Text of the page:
A
ramjet engine provides a simple, light
propulsion system for
high speed
flight.
Likewise, the supersonic combustion ramjet, or
scramjet,
provides high thrust and low weight for
hypersonic flight speeds.
Unlike a turbojet engine, ramjets and
scramjets have no
moving parts, only an inlet, a combustor that consists of a fuel
injector and a flame holder, and a nozzle. How do ramjets and scramjets
work?
When mounted on a high speed aircraft,
large amounts of surrounding air are
continuously brought into the engine inlet
because of the forward motion of the aircraft. The air is slowed
going through the inlet, and the dynamic
pressure due to velocity is converted into higher static
pressure. At the exit of the inlet, the air is at a much higher
pressure than free stream. While the free stream velocity may be
either subsonic or supersonic, the flow
exiting the inlet of a ramjet is always subsonic.
The flow exiting a scramjet inlet is supersonic and has fewer
shock losses
than a ramjet inlet at the same vehicle velocity.
In the burner,
a small amount of fuel is combined with the air and ignited. In a
typical engine, 100 pounds of air/sec. is combined with only 2
pounds of fuel/sec. Most of the hot exhaust has come from the
surrounding air. Flame holders in the burner localize the combustion
process. Burning occurs subsonically in the ramjet and
supersonically in the scramjet. Leaving the burner, the
hot exhaust passes through a nozzle, which
is shaped to accelerate the flow. Because the exit
velocity is greater than the free stream velocity, thrust is
created as described by the general thrust
equation. For ramjet and scramjet engines, the exit mass flow is nearly equal
to the free stream mass flow, since very
little fuel is added to the stream.
The thrust equation for ramjets and scramjets contain three terms: gross
thrust, ram drag, and a pressure correction. If the free stream conditions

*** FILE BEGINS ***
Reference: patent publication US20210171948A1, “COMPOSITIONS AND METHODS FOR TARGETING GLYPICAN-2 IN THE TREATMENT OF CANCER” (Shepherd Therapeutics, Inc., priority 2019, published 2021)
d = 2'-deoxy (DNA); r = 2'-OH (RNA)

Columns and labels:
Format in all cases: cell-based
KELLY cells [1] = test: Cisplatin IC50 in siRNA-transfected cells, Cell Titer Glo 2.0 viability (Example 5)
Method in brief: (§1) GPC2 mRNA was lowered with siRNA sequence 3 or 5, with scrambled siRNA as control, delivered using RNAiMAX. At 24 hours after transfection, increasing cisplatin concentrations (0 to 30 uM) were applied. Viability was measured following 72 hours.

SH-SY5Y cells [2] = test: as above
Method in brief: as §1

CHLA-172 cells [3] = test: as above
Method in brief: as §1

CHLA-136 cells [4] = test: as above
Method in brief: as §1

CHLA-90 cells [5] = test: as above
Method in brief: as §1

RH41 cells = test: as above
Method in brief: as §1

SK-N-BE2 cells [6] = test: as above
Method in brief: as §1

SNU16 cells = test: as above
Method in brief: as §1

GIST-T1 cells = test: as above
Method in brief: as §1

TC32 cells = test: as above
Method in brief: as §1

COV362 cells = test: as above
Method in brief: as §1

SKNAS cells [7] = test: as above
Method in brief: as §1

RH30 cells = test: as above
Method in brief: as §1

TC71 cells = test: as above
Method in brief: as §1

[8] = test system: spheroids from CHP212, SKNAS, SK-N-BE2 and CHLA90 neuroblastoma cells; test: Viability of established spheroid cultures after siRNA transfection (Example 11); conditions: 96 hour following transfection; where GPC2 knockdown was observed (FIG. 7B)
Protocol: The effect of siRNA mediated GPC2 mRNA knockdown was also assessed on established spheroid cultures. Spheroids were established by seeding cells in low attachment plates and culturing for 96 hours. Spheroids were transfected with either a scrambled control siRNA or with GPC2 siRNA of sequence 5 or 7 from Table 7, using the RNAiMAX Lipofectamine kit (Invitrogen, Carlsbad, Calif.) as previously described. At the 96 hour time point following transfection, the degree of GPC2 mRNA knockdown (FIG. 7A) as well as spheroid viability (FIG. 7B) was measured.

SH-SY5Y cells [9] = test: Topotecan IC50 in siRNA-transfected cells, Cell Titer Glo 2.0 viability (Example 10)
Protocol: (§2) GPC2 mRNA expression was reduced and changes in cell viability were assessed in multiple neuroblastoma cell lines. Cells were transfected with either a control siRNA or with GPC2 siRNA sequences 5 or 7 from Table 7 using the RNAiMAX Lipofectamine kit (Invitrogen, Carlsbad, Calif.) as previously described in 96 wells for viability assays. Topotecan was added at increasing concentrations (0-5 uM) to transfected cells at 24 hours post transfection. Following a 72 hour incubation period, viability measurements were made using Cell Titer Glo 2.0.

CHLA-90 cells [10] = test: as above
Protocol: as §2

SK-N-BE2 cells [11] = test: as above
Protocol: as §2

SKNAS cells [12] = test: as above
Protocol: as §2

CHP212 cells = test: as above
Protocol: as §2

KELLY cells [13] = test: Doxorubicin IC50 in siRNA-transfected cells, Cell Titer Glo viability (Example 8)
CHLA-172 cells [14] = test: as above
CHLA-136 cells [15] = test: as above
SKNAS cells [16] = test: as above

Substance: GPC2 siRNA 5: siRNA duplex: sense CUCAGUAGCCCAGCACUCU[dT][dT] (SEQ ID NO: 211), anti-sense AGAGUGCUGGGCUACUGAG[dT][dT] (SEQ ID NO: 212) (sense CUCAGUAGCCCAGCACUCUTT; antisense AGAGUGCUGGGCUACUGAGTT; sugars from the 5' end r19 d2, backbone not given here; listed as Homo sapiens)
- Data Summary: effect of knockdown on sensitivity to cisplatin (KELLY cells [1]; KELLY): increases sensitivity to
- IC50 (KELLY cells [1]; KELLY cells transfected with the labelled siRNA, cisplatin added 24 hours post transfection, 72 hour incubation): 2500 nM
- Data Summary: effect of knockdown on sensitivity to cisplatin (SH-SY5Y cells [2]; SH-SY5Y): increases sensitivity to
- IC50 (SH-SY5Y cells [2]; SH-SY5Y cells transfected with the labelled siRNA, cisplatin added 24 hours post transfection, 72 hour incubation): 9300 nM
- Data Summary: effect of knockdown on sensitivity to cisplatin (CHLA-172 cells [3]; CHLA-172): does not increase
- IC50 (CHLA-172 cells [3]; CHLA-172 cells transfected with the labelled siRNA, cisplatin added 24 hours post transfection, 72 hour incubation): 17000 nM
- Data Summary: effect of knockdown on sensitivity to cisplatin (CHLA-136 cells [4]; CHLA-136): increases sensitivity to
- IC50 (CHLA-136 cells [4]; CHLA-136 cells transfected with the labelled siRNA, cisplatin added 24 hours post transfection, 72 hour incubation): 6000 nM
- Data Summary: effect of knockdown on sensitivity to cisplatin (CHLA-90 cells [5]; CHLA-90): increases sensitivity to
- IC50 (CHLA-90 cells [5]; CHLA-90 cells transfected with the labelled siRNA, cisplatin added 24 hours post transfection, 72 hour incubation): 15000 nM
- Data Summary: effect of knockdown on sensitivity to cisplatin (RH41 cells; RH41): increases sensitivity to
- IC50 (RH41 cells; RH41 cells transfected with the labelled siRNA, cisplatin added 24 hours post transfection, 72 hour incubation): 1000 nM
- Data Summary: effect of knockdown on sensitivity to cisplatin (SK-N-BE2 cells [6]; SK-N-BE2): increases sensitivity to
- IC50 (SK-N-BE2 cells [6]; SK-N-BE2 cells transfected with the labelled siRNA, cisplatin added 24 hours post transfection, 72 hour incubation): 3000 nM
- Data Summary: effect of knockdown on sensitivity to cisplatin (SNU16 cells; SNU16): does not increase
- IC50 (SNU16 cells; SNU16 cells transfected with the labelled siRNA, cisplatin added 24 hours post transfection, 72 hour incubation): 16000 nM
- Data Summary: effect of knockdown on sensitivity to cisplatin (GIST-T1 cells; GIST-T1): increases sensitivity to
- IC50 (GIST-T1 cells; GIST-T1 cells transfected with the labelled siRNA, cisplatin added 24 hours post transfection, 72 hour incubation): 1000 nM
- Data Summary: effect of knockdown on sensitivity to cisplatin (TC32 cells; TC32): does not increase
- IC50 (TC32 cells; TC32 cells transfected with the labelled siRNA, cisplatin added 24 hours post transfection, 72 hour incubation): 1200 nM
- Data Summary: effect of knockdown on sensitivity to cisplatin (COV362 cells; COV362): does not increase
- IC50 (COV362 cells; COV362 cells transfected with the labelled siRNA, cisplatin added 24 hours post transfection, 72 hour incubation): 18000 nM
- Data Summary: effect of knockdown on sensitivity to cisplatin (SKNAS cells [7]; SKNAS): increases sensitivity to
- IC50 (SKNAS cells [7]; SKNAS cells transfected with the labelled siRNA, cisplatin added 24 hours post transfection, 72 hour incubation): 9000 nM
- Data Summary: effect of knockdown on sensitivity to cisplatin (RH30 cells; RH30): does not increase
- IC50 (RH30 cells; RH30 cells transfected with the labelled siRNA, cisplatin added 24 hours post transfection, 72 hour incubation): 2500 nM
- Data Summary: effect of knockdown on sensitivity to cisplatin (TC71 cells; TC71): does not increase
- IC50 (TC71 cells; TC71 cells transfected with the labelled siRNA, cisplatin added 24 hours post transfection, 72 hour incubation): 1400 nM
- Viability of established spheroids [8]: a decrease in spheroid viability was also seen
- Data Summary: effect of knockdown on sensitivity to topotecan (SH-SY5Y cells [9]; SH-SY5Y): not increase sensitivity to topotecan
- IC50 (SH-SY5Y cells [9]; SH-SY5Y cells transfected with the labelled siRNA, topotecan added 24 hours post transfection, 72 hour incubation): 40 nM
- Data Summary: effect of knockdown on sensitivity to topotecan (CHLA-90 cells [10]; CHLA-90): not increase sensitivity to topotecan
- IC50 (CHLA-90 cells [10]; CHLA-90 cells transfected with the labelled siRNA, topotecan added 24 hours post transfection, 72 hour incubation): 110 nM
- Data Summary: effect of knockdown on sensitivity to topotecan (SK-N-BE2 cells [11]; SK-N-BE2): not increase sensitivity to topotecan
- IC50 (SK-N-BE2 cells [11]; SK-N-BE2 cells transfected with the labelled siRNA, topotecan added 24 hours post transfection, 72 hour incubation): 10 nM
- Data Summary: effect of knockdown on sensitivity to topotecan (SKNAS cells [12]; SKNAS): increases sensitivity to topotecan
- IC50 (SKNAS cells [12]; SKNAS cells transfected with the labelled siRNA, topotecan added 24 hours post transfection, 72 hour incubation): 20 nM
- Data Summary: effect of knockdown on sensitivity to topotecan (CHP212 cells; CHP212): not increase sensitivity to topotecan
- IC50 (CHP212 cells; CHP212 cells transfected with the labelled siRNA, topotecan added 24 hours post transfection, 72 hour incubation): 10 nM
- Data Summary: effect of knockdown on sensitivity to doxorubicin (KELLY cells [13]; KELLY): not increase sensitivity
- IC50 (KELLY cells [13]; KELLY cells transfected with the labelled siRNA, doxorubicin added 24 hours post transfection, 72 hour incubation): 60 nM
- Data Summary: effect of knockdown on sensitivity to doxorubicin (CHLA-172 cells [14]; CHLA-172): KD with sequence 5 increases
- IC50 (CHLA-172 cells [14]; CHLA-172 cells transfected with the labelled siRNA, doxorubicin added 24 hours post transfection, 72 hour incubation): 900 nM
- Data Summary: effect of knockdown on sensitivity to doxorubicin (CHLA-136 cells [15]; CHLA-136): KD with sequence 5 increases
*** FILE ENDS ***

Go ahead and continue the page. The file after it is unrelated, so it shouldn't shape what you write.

are denoted by a "0" subscript and the exit conditions by an "e" subscript,
the thrust F is equal to the mass flow rate m dot
times the velocity V at the exit minus the free stream mass flow rate
times the velocity plus the pressure p difference times the nozzle
exit area:
F = [m dot * V]e  [m dot * V]0 + (pe  p0) * Ae
 Aerodynamicists often refer to the first term (exit mass flow
rate times exit velocity) as the gross thrust, since this
term is largely associated with conditions in the nozzle.
 The second term (free stream mass flow rate times free stream
velocity) is called the ram drag. This term can be quite large
for scramjet engines.

For ramjets and scramjets, the nozzle exit
velocity is supersonic, and the exit pressure depends on the area
ratio between the throat of the nozzle and the exit
of the nozzle. Only for a unique design condition is the exit
pressure equal the free stream static pressure.
For all other conditions, we must include the third term of
the thrust equation (exit pressure minus free stream pressure
times the exit area). This pressure correction is usually
small compared to the first term of the thrust equation. But for
completeness, this term is usually included in the gross
thrust.
You can explore the design and operation of a ramjet
engine by using the interactive
EngineSim
Java applet. Set the Engine
Type to "Ramjet" and you can vary any of the parameters which
affect thrust and fuel flow.
You can also explore the design and operation of a ramjet nozzle with
our interactive nozzle simulator program
that runs on your browser.
Activities:
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